The multi-layer structure composed of lithium fluoride film and aluminum film is used in this Example as the cathode 30. To be concrete, the EL layer 29 is coated by vapor deposition with a lithium fluoride film (1 nm thick) and an aluminum film (300 nm thick) sequentially. Needless to say, the cathode 30 may be formed from MgAg electrode which is a known cathode material. Subsequently, the cathode 30 is connected to a wiring 16 in the region indicated by 31. The wiring 16 to supply a prescribed voltage to the cathode 30 is connected to the FPC 17 through an electrically conductive paste material 32.

The electrical connection between the cathode 30 and the wiring 16 in the region 31 needs contact holes in the interlayer insulating film 26 and the insulating film 28. These contact holes may be formed when the interlayer insulating film 26 undergoes etching to form the contact hole for the pixel electrode or when the insulating film 28 undergoes etching to form the opening before the EL layer is formed. When the insulating film 28 undergoes etching, the interlayer insulating film 26 may be etched simultaneously. Contact holes of good shape may be formed if the interlayer insulating film 26 and the insulating film 28 are made of the same material.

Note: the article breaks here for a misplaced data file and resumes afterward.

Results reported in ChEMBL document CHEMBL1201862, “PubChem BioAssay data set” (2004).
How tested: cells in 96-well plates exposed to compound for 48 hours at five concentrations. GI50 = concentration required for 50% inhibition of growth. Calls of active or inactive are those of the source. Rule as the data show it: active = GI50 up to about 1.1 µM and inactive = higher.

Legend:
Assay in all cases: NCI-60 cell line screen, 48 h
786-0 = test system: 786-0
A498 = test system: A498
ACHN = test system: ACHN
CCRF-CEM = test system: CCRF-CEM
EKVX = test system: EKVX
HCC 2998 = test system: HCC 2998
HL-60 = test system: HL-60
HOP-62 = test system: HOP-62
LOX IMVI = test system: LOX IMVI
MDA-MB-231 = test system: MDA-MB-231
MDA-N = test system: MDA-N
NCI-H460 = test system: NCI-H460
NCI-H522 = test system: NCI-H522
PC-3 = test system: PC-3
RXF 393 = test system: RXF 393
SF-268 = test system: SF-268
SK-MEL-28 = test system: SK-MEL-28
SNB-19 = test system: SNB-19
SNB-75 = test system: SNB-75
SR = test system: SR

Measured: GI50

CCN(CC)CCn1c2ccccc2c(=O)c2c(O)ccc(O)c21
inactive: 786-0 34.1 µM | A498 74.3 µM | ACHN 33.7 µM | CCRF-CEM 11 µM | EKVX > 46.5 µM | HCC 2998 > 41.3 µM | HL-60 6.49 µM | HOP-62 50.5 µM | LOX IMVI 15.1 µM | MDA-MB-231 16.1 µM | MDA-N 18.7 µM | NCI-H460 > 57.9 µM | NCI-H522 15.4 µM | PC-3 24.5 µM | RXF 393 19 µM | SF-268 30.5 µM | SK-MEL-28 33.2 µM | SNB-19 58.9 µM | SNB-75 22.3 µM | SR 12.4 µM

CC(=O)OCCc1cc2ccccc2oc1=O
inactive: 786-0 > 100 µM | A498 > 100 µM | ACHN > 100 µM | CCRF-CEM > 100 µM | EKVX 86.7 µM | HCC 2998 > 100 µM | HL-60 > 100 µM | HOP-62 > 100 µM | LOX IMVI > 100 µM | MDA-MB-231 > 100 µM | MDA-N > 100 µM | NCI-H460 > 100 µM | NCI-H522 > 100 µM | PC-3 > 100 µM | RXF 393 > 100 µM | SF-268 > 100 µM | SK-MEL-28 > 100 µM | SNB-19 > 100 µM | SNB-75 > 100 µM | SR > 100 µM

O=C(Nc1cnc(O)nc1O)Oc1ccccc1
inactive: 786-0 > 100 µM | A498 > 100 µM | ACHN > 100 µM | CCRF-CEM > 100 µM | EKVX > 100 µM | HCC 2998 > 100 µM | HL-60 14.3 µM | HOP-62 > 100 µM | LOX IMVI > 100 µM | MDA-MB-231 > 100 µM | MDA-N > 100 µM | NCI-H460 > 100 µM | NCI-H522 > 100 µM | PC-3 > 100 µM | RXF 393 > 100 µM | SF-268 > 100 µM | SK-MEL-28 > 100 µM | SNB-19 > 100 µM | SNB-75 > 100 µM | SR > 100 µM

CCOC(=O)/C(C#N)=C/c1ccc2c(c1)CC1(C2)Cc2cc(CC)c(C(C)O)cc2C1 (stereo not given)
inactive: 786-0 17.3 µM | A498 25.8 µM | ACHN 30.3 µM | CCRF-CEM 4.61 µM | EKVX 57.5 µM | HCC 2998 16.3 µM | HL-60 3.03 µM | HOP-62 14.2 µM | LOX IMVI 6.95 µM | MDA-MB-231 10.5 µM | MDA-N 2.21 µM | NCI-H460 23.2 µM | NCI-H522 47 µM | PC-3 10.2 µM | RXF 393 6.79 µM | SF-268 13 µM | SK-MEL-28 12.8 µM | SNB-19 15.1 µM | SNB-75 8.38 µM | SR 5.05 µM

The wiring 16 is electrically connected to FPC 17 through the gap (filled with an adhesive 19) between the sealing material 18 and the substrate 10. As in the wiring 16 explained above, other wirings 14 and 15 are also electrically connected to FPC 17 under the sealing material 18.

The above-mentioned EL display device constructed according to the invention of the present application is advantageous in that the electrical characteristics of TFTs vary less owing to the uniform crystallinity in the semiconductor layer as the active layer of TFT. Therefore, it produces display images of good quality.

[Embodiment 7]